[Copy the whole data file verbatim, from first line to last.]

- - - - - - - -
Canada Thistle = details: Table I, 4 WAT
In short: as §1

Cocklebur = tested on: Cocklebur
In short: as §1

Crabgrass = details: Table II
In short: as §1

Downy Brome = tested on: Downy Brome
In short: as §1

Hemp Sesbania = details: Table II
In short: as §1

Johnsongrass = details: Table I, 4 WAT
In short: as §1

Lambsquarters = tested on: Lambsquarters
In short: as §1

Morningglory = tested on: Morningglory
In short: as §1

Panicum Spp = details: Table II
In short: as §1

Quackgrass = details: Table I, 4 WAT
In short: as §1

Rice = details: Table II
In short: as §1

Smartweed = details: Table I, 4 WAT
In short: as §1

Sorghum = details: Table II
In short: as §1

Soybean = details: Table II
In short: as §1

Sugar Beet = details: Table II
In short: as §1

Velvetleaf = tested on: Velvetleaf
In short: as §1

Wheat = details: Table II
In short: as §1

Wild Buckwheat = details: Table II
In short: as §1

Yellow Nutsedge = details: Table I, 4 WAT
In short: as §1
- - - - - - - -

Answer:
Canada Thistle = details: Table I, 4 WAT
In short: as §1

Cocklebur = tested on: Cocklebur
In short: as §1

Crabgrass = details: Table II
In short: as §1

Downy Brome = tested on: Downy Brome
In short: as §1

Hemp Sesbania = details: Table II
In short: as §1

Johnsongrass = details: Table I, 4 WAT
In short: as §1

Lambsquarters = tested on: Lambsquarters
In short: as §1

Morningglory = tested on: Morningglory
In short: as §1

Panicum Spp = details: Table II
In short: as §1

Quackgrass = details: Table I, 4 WAT
In short: as §1

Rice = details: Table II
In short: as §1

Smartweed = details: Table I, 4 WAT
In short: as §1

Sorghum = details: Table II
In short: as §1

Soybean = details: Table II
In short: as §1

Sugar Beet = details: Table II
In short: as §1

Velvetleaf = tested on: Velvetleaf
In short: as §1

Wheat = details: Table II
In short: as §1

Wild Buckwheat = details: Table II
In short: as §1

Yellow Nutsedge = details: Table I, 4 WAT
In short: as §1